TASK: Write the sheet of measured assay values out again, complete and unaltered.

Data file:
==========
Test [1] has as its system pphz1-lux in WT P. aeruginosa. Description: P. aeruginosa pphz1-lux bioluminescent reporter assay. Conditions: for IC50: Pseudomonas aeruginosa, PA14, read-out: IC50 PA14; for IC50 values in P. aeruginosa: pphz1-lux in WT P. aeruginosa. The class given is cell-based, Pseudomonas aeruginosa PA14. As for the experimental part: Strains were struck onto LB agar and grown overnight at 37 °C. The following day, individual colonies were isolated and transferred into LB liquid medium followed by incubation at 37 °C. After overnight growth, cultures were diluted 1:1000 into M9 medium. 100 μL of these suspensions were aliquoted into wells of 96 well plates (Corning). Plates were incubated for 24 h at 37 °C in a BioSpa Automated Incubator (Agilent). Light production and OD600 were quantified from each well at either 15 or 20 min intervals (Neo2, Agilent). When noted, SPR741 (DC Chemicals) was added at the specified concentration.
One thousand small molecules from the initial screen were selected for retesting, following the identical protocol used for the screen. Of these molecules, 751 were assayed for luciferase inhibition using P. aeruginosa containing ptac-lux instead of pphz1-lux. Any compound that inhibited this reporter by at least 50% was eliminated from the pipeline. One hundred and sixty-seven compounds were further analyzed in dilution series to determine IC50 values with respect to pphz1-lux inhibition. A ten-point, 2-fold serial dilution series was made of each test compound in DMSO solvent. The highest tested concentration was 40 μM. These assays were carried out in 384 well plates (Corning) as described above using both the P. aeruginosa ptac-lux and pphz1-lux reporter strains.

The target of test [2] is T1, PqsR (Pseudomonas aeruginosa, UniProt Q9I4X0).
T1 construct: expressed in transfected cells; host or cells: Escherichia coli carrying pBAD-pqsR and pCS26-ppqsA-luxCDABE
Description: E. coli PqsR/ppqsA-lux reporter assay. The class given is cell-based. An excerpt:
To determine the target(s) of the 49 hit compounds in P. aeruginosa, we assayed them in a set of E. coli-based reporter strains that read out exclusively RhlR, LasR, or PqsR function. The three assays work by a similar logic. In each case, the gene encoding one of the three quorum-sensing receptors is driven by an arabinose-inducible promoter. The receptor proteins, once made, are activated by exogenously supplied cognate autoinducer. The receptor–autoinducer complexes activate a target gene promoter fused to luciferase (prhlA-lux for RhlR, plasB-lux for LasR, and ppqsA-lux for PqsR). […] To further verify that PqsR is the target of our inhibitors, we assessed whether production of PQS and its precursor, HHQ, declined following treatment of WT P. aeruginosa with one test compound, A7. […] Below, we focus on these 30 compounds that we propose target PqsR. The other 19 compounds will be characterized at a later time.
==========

Test [1] has as its system pphz1-lux in WT P. aeruginosa. Description: P. aeruginosa pphz1-lux bioluminescent reporter assay. Conditions: for IC50: Pseudomonas aeruginosa, PA14, read-out: IC50 PA14; for IC50 values in P. aeruginosa: pphz1-lux in WT P. aeruginosa. The class given is cell-based, Pseudomonas aeruginosa PA14. As for the experimental part: Strains were struck onto LB agar and grown overnight at 37 °C. The following day, individual colonies were isolated and transferred into LB liquid medium followed by incubation at 37 °C. After overnight growth, cultures were diluted 1:1000 into M9 medium. 100 μL of these suspensions were aliquoted into wells of 96 well plates (Corning). Plates were incubated for 24 h at 37 °C in a BioSpa Automated Incubator (Agilent). Light production and OD600 were quantified from each well at either 15 or 20 min intervals (Neo2, Agilent). When noted, SPR741 (DC Chemicals) was added at the specified concentration.
One thousand small molecules from the initial screen were selected for retesting, following the identical protocol used for the screen. Of these molecules, 751 were assayed for luciferase inhibition using P. aeruginosa containing ptac-lux instead of pphz1-lux. Any compound that inhibited this reporter by at least 50% was eliminated from the pipeline. One hundred and sixty-seven compounds were further analyzed in dilution series to determine IC50 values with respect to pphz1-lux inhibition. A ten-point, 2-fold serial dilution series was made of each test compound in DMSO solvent. The highest tested concentration was 40 μM. These assays were carried out in 384 well plates (Corning) as described above using both the P. aeruginosa ptac-lux and pphz1-lux reporter strains.

The target of test [2] is T1, PqsR (Pseudomonas aeruginosa, UniProt Q9I4X0).
T1 construct: expressed in transfected cells; host or cells: Escherichia coli carrying pBAD-pqsR and pCS26-ppqsA-luxCDABE
Description: E. coli PqsR/ppqsA-lux reporter assay. The class given is cell-based. An excerpt:
To determine the target(s) of the 49 hit compounds in P. aeruginosa, we assayed them in a set of E. coli-based reporter strains that read out exclusively RhlR, LasR, or PqsR function. The three assays work by a similar logic. In each case, the gene encoding one of the three quorum-sensing receptors is driven by an arabinose-inducible promoter. The receptor proteins, once made, are activated by exogenously supplied cognate autoinducer. The receptor–autoinducer complexes activate a target gene promoter fused to luciferase (prhlA-lux for RhlR, plasB-lux for LasR, and ppqsA-lux for PqsR). […] To further verify that PqsR is the target of our inhibitors, we assessed whether production of PQS and its precursor, HHQ, declined following treatment of WT P. aeruginosa with one test compound, A7. […] Below, we focus on these 30 compounds that we propose target PqsR. The other 19 compounds will be characterized at a later time.